Murdoch University Research Repository

Welcome to the Murdoch University Research Repository

The Murdoch University Research Repository is an open access digital collection of research
created by Murdoch University staff, researchers and postgraduate students.

Learn more

The role of epigenetics in cognitive ageing

Mather, K.A., Kwok, J.B., Armstrong, N.ORCID: 0000-0002-4477-293X and Sachdev, P.S. (2014) The role of epigenetics in cognitive ageing. International Journal of Geriatric Psychiatry, 29 (11). pp. 1162-1171.

Link to Published Version:
*Subscription may be required


As the population is ageing, a better understanding of the underlying causes of age-related cognitive decline (cognitive ageing) is required. Epigenetic dysregulation is proposed as one of the underlying mechanisms for cognitive ageing. We review the current knowledge on epigenetics and cognitive ageing and appraise the potential of epigenetic preventative and therapeutic interventions.

Articles on cognitive ageing and epigenetics in English were identified.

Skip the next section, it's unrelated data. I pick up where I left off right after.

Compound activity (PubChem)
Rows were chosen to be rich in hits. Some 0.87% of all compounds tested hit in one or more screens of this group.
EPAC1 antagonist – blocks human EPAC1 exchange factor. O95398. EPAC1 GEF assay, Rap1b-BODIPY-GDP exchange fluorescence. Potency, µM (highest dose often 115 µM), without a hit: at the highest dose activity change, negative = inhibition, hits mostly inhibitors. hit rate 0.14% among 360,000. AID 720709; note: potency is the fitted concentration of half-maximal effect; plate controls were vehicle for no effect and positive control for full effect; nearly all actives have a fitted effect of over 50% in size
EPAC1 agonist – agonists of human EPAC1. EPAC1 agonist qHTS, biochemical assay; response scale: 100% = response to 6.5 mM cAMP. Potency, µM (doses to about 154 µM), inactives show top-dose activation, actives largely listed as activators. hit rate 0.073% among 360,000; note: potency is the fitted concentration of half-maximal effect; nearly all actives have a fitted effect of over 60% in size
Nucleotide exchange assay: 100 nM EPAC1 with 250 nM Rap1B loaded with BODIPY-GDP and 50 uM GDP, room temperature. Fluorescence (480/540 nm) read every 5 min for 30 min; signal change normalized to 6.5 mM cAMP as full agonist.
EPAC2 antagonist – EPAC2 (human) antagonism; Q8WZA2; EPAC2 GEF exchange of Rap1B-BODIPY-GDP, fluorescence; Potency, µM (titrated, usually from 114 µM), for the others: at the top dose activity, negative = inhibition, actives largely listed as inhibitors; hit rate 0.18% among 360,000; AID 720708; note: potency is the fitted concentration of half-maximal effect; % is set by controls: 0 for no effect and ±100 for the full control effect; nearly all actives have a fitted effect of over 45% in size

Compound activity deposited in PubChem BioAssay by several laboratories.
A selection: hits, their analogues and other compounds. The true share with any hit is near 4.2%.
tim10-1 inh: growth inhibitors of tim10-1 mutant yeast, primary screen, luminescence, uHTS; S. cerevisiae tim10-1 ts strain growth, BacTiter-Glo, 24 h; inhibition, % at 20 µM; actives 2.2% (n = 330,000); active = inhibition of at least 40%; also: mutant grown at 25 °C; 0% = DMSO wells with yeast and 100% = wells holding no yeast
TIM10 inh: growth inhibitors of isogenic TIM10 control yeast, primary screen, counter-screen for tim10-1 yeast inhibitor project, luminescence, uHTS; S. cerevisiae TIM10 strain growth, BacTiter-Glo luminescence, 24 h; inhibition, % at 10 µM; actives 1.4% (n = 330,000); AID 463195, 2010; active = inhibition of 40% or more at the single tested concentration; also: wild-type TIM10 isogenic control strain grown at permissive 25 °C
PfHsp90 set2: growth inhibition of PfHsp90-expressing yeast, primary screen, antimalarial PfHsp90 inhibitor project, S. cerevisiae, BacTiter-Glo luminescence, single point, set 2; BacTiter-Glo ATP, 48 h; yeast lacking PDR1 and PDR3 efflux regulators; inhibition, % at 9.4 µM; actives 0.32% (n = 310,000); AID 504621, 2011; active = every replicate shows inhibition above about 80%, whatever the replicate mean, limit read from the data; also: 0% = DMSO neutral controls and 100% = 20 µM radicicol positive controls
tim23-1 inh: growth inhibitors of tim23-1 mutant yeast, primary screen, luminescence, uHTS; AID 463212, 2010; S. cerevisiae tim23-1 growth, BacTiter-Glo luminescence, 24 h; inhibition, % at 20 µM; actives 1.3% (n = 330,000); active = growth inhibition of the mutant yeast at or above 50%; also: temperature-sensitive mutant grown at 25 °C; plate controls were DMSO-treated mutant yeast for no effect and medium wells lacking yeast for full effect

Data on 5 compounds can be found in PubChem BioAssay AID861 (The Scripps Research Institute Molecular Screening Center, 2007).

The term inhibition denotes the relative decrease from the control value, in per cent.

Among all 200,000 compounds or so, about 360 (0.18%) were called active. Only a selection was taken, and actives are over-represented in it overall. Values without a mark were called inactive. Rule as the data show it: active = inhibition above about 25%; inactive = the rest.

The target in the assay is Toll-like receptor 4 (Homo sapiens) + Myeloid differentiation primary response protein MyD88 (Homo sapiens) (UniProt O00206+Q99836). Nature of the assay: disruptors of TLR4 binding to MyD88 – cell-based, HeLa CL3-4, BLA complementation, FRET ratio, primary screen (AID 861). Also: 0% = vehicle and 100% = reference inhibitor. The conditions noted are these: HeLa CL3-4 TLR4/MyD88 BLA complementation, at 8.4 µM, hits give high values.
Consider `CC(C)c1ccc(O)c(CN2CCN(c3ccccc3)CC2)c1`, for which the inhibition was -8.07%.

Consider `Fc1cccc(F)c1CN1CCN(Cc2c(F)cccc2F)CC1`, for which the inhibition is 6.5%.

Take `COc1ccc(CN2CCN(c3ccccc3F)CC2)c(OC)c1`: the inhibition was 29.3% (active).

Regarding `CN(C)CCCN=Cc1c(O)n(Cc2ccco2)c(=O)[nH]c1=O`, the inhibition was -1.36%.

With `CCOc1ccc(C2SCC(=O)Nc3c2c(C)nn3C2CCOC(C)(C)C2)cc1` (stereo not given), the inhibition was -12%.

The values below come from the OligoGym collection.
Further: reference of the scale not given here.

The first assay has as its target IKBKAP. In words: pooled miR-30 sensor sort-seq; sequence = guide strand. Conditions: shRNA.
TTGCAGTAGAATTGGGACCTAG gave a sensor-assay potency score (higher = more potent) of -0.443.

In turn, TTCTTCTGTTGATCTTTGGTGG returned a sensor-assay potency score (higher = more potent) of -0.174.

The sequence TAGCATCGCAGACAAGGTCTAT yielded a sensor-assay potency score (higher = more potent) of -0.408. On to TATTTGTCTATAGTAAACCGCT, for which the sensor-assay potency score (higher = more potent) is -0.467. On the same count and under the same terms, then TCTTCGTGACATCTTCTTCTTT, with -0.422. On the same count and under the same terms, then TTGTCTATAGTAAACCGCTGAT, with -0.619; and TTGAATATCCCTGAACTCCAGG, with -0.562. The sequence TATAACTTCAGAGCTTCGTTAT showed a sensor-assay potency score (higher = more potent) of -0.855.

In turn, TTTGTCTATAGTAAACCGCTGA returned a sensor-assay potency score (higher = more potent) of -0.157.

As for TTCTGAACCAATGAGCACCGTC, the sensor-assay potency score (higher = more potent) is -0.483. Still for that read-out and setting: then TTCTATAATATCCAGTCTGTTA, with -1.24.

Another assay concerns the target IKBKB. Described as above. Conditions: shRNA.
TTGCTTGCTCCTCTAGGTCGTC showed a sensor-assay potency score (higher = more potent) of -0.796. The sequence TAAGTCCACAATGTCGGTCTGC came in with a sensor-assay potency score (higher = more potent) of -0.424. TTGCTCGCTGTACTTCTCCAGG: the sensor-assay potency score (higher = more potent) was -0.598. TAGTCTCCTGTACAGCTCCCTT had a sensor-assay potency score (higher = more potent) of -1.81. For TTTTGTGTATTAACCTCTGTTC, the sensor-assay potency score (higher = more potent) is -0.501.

Epigenetic dysregulation occurs with cognitive ageing, with changes in histone post-translational modifications, DNA methylation and non-coding RNA reported. However, human studies are lacking, with most being cross-sectional using peripheral blood samples. Pharmacological and lifestyle factors have the potential to change aberrant epigenetic profiles; but few studies have examined this in relation to cognitive ageing.

The relationship between epigenetic modifications and cognitive ageing is only beginning to be investigated. Epigenetic dysregulation appears to be an important feature in cognitive ageing, but whether it is an epiphenomenon or a causal factor remains to be elucidated. Clarification of the relationship between epigenetic profiles of different cell types is essential and would determine whether epigenetic marks of peripheral tissues can be used as a proxy for changes occurring in the brain. The use of lifestyle and pharmacological interventions to improve cognitive performance and quality of life of older adults needs more investigation.

Item Type: Journal Article
Publisher: John Wiley & Sons Ltd
Copyright: © 2014 John Wiley & Sons, Ltd.
Item Control Page Item Control Page